“I said to the business minister [Tara Cheyne] last week that they need to be emailing businesses who have registered every day and sending them flyers, like they did with the health restrictions notices I’ve got on my window.

“If people are buying an extra cupcake, that’s great, but what about the businesses that really need the extra income?”

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Ms Cheyne said the ACT Government had also compiled a webpage via artsACT that encouraged people to support the local arts scene and buy a one-of-a-kind gift, crafted by locals.

However, Margaret Hadfield who runs the Artists’ Shed in Fyshwick said she was also not aware of the new artsACT webpage, and she was very upset at not being able to register for the ChooseCBR vouchers.

“I feel like artists like myself and others have been left on the periphery after doing our best to survive the COVID restrictions,” Ms Hadfield told Region Media.

“I wasn’t able to get beyond the first stage of registering for the vouchers because it said you should have been a receiver of JobKeeper of JobSeeker. We’re a business earning under $100,000 if we’re lucky, so we were eliminated from the process on account of that.

“I feel like we’re being overlooked because this is what I love to do and I was really upset at not being able to register the business for the vouchers.”

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The $6.20 economic boost per ACT government dollar that the Minister promotes, must be the dodgiest economic claim since Ronald Reagan’s trickle down economics.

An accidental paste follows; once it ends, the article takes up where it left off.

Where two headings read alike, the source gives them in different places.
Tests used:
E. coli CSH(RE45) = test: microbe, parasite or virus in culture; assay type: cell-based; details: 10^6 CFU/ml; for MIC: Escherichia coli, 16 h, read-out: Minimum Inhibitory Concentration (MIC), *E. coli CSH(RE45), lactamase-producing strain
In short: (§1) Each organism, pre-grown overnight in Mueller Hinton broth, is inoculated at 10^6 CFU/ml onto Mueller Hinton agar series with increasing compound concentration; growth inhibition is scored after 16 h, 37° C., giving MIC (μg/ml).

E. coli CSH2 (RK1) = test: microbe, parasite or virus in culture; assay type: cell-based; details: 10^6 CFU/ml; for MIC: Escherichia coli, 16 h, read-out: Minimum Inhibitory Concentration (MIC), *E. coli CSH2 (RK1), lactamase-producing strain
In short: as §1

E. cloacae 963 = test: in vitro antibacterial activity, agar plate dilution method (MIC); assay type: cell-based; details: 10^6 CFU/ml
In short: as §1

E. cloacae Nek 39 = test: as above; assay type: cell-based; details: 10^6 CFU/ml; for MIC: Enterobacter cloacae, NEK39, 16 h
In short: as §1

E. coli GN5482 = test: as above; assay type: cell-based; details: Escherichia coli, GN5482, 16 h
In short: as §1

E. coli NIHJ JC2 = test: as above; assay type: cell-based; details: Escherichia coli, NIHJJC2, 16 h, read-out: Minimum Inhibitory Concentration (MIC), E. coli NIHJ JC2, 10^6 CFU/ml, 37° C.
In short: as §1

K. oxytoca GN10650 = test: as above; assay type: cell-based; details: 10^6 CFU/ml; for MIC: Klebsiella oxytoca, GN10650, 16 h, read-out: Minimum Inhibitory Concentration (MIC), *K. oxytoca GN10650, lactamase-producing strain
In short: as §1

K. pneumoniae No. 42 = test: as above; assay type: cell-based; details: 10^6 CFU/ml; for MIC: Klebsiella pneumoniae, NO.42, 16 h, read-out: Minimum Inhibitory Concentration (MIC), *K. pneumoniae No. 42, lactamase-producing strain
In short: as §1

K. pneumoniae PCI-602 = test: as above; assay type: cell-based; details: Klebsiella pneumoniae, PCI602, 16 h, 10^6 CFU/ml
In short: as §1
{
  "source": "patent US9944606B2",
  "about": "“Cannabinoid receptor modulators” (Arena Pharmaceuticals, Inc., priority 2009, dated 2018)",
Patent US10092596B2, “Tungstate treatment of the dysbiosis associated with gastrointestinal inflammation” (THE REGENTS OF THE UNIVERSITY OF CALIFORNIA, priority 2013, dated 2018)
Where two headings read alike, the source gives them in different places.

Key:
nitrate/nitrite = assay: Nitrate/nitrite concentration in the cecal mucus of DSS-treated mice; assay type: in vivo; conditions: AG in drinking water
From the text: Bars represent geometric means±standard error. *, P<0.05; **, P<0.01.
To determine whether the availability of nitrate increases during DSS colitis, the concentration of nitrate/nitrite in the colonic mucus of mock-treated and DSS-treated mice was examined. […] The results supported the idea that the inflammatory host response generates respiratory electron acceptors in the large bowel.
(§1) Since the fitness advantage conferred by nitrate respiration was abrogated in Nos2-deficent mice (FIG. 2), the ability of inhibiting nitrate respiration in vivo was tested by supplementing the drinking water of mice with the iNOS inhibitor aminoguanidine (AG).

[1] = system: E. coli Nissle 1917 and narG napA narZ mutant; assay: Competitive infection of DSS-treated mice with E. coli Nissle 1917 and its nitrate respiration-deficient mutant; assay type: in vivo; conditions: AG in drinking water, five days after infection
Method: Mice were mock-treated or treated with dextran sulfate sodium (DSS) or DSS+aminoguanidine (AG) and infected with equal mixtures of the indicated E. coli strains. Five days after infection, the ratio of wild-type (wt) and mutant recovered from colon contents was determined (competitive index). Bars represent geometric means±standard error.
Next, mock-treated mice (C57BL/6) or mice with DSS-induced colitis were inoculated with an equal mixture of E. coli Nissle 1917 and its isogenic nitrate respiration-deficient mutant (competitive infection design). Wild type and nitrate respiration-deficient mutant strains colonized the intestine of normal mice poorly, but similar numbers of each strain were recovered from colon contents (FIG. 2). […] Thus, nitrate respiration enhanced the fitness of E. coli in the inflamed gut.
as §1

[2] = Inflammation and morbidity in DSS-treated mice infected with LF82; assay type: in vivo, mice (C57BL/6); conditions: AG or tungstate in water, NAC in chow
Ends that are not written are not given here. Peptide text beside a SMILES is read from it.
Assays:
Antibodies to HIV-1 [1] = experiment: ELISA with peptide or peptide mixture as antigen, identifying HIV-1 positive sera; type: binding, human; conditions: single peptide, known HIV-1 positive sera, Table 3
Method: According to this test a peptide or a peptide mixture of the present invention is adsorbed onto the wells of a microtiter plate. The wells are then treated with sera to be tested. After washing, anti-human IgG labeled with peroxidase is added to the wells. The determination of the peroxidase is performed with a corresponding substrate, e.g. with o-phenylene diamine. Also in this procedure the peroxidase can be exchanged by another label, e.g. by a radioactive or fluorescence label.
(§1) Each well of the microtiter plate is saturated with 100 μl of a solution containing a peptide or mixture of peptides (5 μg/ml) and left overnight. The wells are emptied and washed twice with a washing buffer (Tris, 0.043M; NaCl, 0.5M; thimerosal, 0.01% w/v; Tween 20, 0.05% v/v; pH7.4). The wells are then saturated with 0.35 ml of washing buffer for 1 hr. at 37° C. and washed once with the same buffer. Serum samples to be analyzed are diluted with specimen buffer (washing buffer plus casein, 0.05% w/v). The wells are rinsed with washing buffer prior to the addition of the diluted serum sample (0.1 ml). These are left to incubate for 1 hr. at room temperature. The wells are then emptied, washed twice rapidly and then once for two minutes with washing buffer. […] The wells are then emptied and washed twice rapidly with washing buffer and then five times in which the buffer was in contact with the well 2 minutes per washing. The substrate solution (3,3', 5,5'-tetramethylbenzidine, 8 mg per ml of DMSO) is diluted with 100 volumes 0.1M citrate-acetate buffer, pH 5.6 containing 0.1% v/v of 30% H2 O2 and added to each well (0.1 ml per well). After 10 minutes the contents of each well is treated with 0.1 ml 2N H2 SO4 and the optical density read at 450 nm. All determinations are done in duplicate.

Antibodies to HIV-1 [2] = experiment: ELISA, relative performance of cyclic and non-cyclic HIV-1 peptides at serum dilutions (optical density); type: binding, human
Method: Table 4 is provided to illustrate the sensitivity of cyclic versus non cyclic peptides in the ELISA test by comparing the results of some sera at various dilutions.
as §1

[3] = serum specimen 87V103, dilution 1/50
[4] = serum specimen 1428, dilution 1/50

Based on this measure the ACT government should instead only give $1 per $100 dollars spent and then they would be able to claim they are providing a 10,000% economic boost.

Which spin doctor came up with the maths for this audacious way to claim success for the program?

It would be great if the scheme were to be extended to after Christmas – as a retail worker I simply don’t have time/ headspace to go shopping to utilise the vouchers. In addition, it would help boost sales during the quieter after-Christmas time when people aren’t present shopping…

Capital Retro8:22 pm 20 Dec 20

Why wasn’t a printed voucher mailed out to every ratepayer with the rate notices?

That way everyone including the IT challenged among us could share in the spirit of this novelty?

HiddenDragon8:10 pm 20 Dec 20

A six to one (or better) return sounds very optimistic, indeed, for these types of consumer spending. Some of the spending associated with the vouchers is surely bring forward, or displacement (which would see non-participating businesses end up worse off than they would have been without a voucher scheme).

Whatever the reality, though, a considerably scaled-up and more effective scheme along these lines will be important when the federal government fiscal supports phase out next year. If the rumours of an early federal election prove true, there will be further challenges for businesses reliant on discretionary spending, given the tendency of Canberrans to become very coy about such spending during, and in the lead up to, federal election campaigns.

I went to sign up for these vouchers but it said I had to consent to marketing and my details would be passed onto other partners.
I didn’t want to be spammed or sent to however many businesses so I cancelled out.

We used a $20 voucher last night for a meal. The whole process is really clumsy, and the restaurant seemed somewhat reluctant to accept it. Overall, not a great initiative.